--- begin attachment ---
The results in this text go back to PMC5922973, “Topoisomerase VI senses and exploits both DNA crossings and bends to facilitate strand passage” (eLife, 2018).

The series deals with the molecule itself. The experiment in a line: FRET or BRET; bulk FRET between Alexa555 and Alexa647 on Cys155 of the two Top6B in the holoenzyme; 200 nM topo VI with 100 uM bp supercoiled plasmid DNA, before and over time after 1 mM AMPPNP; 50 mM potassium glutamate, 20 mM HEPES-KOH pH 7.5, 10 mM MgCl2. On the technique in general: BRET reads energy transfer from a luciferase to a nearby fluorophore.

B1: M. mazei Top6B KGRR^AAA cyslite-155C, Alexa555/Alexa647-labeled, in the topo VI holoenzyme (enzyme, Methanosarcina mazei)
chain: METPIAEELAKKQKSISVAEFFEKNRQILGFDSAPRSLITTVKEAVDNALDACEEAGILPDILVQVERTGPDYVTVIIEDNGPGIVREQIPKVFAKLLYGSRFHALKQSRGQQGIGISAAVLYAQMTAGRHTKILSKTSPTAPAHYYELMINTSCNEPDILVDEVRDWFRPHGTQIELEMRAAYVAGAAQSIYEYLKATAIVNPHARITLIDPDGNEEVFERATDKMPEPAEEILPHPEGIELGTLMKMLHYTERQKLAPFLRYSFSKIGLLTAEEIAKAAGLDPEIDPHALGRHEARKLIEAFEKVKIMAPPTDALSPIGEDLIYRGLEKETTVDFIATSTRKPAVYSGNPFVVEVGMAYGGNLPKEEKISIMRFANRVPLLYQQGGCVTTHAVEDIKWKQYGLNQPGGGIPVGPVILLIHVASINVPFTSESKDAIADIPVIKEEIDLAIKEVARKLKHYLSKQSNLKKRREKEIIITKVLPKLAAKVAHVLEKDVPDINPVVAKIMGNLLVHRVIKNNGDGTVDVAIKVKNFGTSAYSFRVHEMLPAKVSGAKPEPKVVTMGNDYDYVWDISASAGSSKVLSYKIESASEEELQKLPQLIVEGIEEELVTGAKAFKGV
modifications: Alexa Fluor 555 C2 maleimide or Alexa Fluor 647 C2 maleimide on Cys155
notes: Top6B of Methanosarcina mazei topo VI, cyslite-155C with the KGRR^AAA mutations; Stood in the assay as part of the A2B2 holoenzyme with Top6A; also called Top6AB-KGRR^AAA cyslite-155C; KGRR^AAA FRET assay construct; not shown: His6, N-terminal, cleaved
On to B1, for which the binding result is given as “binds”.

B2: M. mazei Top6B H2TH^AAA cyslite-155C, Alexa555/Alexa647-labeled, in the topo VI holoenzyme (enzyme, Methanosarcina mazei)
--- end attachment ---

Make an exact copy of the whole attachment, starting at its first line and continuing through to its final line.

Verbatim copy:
The results in this text go back to PMC5922973, “Topoisomerase VI senses and exploits both DNA crossings and bends to facilitate strand passage” (eLife, 2018).

The series deals with the molecule itself. The experiment in a line: FRET or BRET; bulk FRET between Alexa555 and Alexa647 on Cys155 of the two Top6B in the holoenzyme; 200 nM topo VI with 100 uM bp supercoiled plasmid DNA, before and over time after 1 mM AMPPNP; 50 mM potassium glutamate, 20 mM HEPES-KOH pH 7.5, 10 mM MgCl2. On the technique in general: BRET reads energy transfer from a luciferase to a nearby fluorophore.

B1: M. mazei Top6B KGRR^AAA cyslite-155C, Alexa555/Alexa647-labeled, in the topo VI holoenzyme (enzyme, Methanosarcina mazei)
chain: METPIAEELAKKQKSISVAEFFEKNRQILGFDSAPRSLITTVKEAVDNALDACEEAGILPDILVQVERTGPDYVTVIIEDNGPGIVREQIPKVFAKLLYGSRFHALKQSRGQQGIGISAAVLYAQMTAGRHTKILSKTSPTAPAHYYELMINTSCNEPDILVDEVRDWFRPHGTQIELEMRAAYVAGAAQSIYEYLKATAIVNPHARITLIDPDGNEEVFERATDKMPEPAEEILPHPEGIELGTLMKMLHYTERQKLAPFLRYSFSKIGLLTAEEIAKAAGLDPEIDPHALGRHEARKLIEAFEKVKIMAPPTDALSPIGEDLIYRGLEKETTVDFIATSTRKPAVYSGNPFVVEVGMAYGGNLPKEEKISIMRFANRVPLLYQQGGCVTTHAVEDIKWKQYGLNQPGGGIPVGPVILLIHVASINVPFTSESKDAIADIPVIKEEIDLAIKEVARKLKHYLSKQSNLKKRREKEIIITKVLPKLAAKVAHVLEKDVPDINPVVAKIMGNLLVHRVIKNNGDGTVDVAIKVKNFGTSAYSFRVHEMLPAKVSGAKPEPKVVTMGNDYDYVWDISASAGSSKVLSYKIESASEEELQKLPQLIVEGIEEELVTGAKAFKGV
modifications: Alexa Fluor 555 C2 maleimide or Alexa Fluor 647 C2 maleimide on Cys155
notes: Top6B of Methanosarcina mazei topo VI, cyslite-155C with the KGRR^AAA mutations; Stood in the assay as part of the A2B2 holoenzyme with Top6A; also called Top6AB-KGRR^AAA cyslite-155C; KGRR^AAA FRET assay construct; not shown: His6, N-terminal, cleaved
On to B1, for which the binding result is given as “binds”.

B2: M. mazei Top6B H2TH^AAA cyslite-155C, Alexa555/Alexa647-labeled, in the topo VI holoenzyme (enzyme, Methanosarcina mazei)